Stack Overflow is a community of 4.7 million programmers, just like you, helping each other.

Join them; it only takes a minute:

Sign up
Join the Stack Overflow community to:
  1. Ask programming questions
  2. Answer and help your peers
  3. Get recognized for your expertise

I'm building a web application using GAE.

I've been doing some research by my own on GAE python project structures,

and found out that there isn't a set trend on how to place my handlers within the project.

As of now, I'm putting all the handlers(controllers) in,

and make all urls (/.*) be directed to main.application.

Is this going to make my application slower?

Thank You!

share|improve this question
up vote 1 down vote accepted

In general, this will not make your application slower, however it can potentially slow you down your instance start-up time, but it generally isn't a problem unless you have very large complicated apps.

The instance start up time comes into play whenever GAE spins up a new instance for you. For example, if your app is unused for a long period and you start it up once in a long while, or for example, if your app is very busy and need a new instance to handle the load.

python loads your modules as needed. So if you launch an instance, and the request goes to, then and all the modules associated with it will get loaded. If your app is large, this may take a few seconds. Let's just say for example it takes 6 seconds to load every module in your app. That's a 6 second wait for whoever is issuing that request. Subsequent requests to that loaded instance will be quick.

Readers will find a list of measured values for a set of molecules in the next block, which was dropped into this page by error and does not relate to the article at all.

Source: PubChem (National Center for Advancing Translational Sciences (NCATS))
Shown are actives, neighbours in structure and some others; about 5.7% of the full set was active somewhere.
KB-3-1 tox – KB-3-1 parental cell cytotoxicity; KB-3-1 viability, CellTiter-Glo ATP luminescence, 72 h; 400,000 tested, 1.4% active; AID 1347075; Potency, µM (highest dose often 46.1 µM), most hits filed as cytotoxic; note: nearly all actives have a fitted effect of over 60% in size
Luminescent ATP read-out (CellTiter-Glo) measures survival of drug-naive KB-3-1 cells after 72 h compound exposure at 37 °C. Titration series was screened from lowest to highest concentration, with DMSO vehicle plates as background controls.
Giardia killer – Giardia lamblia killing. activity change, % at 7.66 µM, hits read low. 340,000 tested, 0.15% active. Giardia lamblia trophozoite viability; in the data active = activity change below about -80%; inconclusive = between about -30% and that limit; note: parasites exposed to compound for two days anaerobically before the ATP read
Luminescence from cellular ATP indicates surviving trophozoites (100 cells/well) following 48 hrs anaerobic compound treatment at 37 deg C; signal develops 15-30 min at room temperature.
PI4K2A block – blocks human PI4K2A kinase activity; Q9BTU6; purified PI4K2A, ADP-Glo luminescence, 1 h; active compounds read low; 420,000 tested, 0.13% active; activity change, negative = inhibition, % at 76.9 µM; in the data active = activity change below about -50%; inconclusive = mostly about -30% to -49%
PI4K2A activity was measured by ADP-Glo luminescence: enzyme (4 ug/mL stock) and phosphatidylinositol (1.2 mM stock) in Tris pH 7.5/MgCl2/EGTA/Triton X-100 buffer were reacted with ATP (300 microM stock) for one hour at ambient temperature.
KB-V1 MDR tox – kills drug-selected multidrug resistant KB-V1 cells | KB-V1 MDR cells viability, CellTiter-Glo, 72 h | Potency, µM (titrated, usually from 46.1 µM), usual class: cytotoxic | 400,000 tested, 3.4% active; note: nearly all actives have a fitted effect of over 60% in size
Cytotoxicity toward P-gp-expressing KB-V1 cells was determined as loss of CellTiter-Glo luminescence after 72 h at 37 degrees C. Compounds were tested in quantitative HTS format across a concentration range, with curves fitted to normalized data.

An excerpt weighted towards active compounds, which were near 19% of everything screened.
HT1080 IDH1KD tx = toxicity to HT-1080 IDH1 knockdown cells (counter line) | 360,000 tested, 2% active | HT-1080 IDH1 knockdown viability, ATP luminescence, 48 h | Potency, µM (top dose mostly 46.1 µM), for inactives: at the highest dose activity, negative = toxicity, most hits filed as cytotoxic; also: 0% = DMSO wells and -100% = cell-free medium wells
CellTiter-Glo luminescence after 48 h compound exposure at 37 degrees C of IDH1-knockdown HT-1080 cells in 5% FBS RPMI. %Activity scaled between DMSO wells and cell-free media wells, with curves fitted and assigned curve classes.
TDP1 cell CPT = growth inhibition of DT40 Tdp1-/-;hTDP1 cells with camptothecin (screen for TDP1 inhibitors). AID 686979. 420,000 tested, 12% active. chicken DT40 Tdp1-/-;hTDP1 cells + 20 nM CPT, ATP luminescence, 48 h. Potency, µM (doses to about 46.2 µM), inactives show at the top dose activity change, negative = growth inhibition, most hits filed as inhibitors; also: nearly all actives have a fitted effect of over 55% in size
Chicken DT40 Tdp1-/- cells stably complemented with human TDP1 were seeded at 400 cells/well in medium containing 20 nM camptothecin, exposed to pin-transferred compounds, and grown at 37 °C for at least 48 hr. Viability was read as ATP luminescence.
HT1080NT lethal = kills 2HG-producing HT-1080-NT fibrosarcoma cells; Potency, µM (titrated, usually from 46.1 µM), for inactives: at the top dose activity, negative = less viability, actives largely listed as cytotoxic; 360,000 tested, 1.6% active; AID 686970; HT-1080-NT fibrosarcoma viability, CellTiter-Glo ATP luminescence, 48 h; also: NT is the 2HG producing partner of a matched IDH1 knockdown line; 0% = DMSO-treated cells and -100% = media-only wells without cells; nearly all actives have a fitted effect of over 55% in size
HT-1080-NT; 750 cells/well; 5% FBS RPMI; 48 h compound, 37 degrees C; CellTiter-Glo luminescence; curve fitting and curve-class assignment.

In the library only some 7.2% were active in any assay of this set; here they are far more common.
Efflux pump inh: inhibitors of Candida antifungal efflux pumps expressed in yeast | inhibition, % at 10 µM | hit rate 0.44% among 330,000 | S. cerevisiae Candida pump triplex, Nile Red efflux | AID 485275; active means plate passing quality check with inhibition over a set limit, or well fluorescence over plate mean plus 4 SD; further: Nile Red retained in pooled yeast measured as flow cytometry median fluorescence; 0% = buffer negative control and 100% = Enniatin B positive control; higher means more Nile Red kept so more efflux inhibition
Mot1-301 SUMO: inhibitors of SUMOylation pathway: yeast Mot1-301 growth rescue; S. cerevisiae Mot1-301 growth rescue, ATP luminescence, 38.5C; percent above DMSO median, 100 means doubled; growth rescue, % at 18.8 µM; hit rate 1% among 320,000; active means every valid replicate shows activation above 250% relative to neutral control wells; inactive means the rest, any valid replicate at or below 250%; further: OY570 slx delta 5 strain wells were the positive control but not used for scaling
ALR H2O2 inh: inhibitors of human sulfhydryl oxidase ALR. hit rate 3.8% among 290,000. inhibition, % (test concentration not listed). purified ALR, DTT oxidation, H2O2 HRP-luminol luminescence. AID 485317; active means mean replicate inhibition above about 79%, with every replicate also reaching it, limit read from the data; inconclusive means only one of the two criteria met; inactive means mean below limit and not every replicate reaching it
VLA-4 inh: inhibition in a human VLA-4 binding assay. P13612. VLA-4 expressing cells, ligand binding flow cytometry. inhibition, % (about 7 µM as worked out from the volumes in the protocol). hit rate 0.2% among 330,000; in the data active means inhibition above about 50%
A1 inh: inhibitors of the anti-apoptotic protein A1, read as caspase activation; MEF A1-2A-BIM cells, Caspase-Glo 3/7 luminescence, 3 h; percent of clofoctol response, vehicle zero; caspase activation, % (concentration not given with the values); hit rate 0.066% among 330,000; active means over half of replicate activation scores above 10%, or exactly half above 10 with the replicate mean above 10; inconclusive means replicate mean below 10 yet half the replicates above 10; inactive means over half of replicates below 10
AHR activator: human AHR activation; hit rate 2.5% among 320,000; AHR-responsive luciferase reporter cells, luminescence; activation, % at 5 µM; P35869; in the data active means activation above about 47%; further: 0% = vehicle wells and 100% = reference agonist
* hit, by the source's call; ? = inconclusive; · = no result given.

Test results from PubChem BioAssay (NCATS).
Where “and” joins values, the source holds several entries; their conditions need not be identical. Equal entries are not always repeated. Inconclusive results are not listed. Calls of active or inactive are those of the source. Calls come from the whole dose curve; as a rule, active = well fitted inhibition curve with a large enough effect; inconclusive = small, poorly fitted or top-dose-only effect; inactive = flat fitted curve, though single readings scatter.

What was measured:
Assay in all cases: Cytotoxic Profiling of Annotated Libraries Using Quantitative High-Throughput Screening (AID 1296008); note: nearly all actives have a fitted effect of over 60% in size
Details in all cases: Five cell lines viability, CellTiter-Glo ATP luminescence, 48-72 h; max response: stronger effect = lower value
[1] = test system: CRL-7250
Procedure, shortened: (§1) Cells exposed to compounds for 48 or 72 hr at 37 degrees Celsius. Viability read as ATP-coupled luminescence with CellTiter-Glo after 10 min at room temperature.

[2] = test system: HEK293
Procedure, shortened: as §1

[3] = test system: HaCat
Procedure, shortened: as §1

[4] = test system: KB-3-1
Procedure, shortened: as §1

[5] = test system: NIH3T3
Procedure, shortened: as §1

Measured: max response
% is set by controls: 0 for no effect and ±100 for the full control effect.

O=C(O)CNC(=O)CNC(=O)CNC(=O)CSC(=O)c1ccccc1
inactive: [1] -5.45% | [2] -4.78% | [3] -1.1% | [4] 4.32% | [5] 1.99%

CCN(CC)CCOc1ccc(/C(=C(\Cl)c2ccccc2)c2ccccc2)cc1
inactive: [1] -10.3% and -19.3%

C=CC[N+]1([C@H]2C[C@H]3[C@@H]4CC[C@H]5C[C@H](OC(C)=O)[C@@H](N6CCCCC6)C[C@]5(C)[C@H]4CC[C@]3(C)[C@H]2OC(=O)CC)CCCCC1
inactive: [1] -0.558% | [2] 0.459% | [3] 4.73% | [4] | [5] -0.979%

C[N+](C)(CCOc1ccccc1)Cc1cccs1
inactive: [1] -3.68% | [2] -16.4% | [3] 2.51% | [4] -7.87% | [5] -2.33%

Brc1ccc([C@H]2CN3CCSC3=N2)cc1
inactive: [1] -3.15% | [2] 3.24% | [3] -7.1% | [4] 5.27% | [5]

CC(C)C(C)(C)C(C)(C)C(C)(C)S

It's possible to break down your handlers to separate modules. If handler for \a requires very little code, then having \a in a separate file will reduce the response time for \a. But when you load \b that has all the rest of the code, that would take a while to load. So it's possible to take that 6 second load and potentially break it up into a few requests that may take 2 seconds.

This type of optimization really depends on the libraries you need to load with each request. You generally want to do this later on, when you run into the problems, rather than design your layout for this purpose up front, since it's pretty difficult to predict.

App Engine warmup requests also help alleviate this problem.

share|improve this answer

No, that doesn't affect the speed. Your code needs to be loaded anyway, so it makes no difference if it's all in one file or not. It will of course make the file more complex, but that's your problem, not GAE's.

share|improve this answer

Your Answer


By posting your answer, you agree to the privacy policy and terms of service.

Not the answer you're looking for? Browse other questions tagged or ask your own question.